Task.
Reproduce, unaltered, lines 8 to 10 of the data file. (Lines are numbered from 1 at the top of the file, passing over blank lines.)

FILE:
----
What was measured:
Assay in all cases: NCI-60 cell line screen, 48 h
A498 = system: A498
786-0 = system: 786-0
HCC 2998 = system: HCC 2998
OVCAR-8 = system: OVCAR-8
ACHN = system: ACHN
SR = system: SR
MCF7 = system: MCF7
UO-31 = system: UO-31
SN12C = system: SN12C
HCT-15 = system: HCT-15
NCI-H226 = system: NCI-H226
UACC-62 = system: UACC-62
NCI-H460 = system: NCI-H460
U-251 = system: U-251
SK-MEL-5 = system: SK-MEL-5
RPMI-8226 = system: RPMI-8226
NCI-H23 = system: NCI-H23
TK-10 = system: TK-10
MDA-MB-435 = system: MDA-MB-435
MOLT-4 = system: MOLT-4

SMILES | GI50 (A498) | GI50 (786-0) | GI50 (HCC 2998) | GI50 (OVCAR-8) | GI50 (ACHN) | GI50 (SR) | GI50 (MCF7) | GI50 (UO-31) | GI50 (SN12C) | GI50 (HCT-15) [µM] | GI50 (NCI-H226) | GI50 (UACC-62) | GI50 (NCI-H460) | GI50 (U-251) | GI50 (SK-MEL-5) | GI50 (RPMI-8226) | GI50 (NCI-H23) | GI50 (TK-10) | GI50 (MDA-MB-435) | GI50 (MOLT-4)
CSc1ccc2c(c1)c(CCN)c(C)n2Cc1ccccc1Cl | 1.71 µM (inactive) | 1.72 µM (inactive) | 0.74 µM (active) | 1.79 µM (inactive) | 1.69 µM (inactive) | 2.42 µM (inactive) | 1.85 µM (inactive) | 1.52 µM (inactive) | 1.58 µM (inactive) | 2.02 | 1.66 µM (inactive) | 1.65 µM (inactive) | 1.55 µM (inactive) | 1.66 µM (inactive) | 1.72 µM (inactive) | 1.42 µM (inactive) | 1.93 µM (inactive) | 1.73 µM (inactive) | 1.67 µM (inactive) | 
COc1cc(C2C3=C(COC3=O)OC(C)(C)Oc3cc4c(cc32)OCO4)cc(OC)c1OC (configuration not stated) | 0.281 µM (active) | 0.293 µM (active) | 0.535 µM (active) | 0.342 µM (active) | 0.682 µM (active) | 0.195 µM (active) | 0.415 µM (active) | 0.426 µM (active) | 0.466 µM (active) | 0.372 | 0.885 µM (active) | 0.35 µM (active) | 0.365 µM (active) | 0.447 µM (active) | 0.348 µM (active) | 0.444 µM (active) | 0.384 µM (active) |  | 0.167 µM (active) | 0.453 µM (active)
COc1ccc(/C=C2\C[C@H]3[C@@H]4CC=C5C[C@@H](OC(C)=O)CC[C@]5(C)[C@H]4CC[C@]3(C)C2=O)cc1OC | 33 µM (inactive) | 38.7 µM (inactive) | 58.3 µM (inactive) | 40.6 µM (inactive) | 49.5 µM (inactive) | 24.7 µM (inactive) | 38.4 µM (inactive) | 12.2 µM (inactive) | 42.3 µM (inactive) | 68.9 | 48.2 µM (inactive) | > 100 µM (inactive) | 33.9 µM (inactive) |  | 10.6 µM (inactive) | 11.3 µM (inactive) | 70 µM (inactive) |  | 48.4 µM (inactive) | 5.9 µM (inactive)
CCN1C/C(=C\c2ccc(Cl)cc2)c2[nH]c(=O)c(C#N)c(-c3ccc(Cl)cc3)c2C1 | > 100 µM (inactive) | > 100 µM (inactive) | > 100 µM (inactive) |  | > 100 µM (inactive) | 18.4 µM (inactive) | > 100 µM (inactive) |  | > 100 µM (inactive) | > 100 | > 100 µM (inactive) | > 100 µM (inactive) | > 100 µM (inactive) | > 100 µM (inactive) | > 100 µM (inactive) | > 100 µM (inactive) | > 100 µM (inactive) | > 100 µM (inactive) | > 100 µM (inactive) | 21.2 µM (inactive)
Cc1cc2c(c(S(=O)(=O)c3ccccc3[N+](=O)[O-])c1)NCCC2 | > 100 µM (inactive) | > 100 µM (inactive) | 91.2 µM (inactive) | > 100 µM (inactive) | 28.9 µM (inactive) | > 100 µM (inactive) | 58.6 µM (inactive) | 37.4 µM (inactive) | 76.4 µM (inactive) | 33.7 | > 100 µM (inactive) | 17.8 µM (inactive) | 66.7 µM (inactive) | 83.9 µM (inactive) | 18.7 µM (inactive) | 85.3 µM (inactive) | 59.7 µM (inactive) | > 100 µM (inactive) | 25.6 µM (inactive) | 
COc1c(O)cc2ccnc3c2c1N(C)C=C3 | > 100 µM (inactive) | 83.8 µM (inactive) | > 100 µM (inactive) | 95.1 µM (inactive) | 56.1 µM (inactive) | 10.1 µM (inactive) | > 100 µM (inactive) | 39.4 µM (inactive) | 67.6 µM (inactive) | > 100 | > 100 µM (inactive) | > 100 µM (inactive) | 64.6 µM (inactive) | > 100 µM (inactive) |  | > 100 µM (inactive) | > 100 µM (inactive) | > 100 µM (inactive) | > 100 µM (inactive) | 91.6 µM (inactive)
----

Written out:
SR = system: SR
MCF7 = system: MCF7
UO-31 = system: UO-31